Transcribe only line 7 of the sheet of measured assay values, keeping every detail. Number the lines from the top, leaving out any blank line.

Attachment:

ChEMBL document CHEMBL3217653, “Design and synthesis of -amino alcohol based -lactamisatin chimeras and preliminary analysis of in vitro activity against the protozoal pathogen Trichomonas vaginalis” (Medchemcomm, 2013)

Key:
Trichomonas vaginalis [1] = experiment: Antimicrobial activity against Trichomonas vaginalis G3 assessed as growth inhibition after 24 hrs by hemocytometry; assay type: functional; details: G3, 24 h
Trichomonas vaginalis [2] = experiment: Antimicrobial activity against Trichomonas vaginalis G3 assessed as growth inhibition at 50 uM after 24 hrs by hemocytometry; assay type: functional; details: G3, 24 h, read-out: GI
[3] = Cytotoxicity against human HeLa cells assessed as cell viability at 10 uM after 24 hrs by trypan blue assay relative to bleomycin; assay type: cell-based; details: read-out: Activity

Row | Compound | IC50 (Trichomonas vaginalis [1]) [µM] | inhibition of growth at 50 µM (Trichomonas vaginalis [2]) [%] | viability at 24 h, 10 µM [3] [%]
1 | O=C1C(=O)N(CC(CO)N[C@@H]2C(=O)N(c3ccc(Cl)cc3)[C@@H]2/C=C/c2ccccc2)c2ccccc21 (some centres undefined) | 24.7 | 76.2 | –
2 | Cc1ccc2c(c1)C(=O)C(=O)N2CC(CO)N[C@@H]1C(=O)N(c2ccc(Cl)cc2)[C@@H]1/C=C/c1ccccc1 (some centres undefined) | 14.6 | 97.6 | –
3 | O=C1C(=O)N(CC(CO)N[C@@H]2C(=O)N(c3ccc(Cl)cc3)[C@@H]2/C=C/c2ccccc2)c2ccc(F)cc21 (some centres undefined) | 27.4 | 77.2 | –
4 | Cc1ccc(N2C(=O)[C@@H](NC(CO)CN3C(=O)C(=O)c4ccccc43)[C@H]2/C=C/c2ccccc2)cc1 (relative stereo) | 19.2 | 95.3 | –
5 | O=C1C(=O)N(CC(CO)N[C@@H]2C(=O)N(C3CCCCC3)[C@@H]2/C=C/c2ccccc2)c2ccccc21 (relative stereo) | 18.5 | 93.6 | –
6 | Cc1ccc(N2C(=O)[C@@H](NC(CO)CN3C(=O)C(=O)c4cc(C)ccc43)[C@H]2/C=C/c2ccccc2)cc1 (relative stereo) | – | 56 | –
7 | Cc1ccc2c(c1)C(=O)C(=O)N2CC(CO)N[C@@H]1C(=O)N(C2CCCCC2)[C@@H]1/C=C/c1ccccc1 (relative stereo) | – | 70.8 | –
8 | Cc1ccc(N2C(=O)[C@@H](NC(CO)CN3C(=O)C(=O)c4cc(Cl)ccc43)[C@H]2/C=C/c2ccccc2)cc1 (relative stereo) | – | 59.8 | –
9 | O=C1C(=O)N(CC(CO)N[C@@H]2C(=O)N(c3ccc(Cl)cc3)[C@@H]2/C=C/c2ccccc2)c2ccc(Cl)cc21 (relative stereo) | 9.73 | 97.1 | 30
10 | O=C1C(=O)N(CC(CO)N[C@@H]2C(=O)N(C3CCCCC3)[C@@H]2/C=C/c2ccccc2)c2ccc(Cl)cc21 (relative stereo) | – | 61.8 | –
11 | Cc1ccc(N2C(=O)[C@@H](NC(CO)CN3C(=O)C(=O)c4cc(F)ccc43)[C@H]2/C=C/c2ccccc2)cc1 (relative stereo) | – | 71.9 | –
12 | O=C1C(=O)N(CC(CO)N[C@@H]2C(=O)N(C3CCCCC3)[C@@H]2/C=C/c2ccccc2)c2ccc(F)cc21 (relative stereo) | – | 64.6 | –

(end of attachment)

1 | O=C1C(=O)N(CC(CO)N[C@@H]2C(=O)N(c3ccc(Cl)cc3)[C@@H]2/C=C/c2ccccc2)c2ccccc21 (some centres undefined) | 24.7 | 76.2 | –